Learning Research Lab

Over 100 hours of video are uploaded to YouTube every minute. The best videos inform, instruct and even inspire. Faculty have created and used video to transform many aspects of teaching and learning, but we’ve not yet systematically turned the camera back on ourselves to improve interaction in the classroom. How can the power of video be harnessed to improve how we teach and learn?

In 2013, the Learning Research Lab was created to do just that. We equipped two rooms with cameras to capture classroom activity and software that lets researchers review, annotate and analyze the intersection of faculty, students and technology.

The lab consists of two rooms. The first is a user interface lab that focuses on how users interact with devices. The second is a classroom with microphones and dual cameras on each table that capture interactions among students. Teachers may request a formal study of a particular teaching technique or simply use the lab for self assessment. Contact Dr. Robert McKelvain for a study of user interfaces or Dr. Jennifer Shewmaker to study group interaction.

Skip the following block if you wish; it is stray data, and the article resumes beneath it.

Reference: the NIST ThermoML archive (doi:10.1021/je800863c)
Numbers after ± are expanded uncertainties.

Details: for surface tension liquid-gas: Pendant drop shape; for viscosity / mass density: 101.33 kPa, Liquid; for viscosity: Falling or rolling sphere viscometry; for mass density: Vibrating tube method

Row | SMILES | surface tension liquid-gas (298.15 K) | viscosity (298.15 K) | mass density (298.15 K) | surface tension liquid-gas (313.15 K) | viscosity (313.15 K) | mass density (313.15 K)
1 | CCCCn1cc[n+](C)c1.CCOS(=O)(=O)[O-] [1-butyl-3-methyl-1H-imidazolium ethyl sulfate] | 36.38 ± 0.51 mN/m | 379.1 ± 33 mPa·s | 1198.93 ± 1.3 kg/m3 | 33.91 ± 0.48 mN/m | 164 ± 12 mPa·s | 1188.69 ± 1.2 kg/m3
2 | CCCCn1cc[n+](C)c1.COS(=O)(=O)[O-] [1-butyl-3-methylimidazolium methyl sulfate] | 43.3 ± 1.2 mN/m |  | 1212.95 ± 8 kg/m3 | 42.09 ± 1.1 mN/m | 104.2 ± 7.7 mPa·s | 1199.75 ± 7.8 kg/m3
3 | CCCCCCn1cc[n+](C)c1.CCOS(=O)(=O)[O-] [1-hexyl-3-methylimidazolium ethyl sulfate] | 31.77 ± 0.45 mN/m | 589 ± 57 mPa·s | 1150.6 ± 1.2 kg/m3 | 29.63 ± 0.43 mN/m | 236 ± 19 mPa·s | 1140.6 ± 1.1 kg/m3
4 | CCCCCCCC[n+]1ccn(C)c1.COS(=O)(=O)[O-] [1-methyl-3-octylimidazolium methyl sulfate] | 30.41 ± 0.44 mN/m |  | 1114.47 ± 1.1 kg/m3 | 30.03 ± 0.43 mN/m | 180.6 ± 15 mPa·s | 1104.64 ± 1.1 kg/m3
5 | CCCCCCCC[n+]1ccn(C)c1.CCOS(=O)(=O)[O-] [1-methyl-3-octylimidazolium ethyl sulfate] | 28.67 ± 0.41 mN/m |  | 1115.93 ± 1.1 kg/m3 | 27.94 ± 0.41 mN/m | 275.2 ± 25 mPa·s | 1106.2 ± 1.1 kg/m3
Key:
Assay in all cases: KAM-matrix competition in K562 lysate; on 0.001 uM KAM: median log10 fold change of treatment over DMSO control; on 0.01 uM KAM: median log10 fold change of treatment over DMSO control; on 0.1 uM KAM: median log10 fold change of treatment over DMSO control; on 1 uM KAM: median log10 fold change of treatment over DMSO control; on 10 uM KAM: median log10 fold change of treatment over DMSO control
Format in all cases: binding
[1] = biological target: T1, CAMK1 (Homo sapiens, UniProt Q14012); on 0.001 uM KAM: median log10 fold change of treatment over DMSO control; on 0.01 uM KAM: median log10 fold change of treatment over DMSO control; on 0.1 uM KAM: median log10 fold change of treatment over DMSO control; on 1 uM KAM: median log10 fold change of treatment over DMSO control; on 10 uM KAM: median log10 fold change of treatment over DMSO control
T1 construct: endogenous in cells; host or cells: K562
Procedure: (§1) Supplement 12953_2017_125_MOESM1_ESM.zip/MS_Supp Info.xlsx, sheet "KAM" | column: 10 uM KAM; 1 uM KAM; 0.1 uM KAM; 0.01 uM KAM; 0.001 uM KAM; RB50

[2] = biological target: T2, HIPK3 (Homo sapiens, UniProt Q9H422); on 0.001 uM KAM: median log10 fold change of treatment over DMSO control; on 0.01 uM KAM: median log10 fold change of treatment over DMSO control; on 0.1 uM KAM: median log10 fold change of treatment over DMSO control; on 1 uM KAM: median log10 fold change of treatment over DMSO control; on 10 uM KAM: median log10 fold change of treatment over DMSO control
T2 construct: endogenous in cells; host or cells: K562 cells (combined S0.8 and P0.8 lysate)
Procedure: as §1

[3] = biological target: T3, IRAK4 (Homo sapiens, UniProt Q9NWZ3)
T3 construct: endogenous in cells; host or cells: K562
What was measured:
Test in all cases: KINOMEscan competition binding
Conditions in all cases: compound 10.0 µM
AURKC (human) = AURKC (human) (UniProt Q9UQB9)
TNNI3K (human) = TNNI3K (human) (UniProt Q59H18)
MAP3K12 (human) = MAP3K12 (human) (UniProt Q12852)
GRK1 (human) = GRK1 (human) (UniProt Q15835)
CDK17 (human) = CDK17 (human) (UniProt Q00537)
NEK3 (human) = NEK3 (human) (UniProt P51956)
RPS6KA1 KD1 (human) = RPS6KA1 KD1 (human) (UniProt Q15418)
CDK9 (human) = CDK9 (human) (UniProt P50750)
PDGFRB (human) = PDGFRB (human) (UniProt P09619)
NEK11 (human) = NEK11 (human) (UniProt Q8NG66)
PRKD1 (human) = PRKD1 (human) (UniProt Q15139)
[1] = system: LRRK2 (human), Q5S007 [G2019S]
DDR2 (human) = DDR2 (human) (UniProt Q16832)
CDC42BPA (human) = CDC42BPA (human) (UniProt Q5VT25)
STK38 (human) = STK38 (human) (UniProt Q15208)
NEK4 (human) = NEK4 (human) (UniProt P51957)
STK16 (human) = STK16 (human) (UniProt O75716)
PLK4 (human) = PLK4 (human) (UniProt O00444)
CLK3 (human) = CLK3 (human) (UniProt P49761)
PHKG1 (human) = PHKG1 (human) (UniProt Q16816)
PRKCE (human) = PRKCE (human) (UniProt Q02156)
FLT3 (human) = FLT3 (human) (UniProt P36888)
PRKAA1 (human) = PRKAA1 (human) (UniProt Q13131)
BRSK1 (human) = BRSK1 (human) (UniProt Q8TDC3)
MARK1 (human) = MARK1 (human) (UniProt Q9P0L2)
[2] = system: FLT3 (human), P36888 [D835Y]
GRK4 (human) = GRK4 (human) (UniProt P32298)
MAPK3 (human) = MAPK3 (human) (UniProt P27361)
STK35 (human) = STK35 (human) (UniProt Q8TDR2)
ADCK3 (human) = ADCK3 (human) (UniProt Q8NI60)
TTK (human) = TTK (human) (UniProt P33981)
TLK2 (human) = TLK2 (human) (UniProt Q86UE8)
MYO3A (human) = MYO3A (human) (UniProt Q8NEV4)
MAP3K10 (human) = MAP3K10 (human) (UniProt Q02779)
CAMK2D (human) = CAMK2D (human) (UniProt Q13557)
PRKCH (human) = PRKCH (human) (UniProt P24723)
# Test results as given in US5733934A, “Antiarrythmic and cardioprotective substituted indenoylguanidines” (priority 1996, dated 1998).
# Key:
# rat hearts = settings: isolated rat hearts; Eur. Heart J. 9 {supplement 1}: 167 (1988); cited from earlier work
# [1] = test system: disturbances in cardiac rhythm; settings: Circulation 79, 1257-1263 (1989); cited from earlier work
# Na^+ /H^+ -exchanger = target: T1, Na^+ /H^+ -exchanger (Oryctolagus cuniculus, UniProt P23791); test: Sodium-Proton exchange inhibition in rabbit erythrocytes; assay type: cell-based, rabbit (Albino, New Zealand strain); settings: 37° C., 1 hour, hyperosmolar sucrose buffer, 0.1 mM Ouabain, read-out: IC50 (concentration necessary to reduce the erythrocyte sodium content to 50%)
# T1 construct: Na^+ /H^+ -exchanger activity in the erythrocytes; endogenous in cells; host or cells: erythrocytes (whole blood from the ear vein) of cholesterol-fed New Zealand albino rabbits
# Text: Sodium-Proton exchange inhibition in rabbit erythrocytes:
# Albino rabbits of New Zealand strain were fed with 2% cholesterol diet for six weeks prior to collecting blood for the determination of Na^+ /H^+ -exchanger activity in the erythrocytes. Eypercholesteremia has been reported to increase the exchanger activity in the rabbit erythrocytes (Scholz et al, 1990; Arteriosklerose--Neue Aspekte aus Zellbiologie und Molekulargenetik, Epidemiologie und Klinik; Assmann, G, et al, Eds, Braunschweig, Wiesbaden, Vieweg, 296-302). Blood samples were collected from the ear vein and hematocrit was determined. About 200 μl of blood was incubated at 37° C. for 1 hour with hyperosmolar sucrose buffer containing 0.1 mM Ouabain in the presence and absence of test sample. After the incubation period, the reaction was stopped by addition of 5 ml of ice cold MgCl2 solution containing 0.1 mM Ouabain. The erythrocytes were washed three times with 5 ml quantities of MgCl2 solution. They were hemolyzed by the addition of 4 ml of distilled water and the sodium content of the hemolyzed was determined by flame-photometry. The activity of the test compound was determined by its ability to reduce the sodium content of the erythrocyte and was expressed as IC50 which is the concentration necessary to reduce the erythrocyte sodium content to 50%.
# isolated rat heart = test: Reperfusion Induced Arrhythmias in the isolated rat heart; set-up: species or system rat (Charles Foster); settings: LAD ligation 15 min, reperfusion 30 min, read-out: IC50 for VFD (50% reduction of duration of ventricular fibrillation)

Purpose

Encourage evidence-based culture of teaching and learning by working with faculty, graduate assistants and other researchers to:

  1. review literature on teaching and learning research
  2. define research problems
  3. design related experiments
  4. conduct experiments
  5. analyze results
  6. report results internally and externally

Serve as the primary space for usability studies to examine individual and very small group use of:

  1. consumer apps
  2. ACU-produced teaching and learning apps
  3. commercially-produced teaching and learning apps
  4. social apps

Types of Research

  1. lab-based studies of individuals and small groups
  2. software usability studies, especially with mobile devices
  3. classroom-based studies of teacher practices and student interactions
  4. semester-long studies of teaching and learning strategies
Learning Studio: Year One
The Learning Studio opened its doors to the campus last March. Here is a look at some of the stories from year one.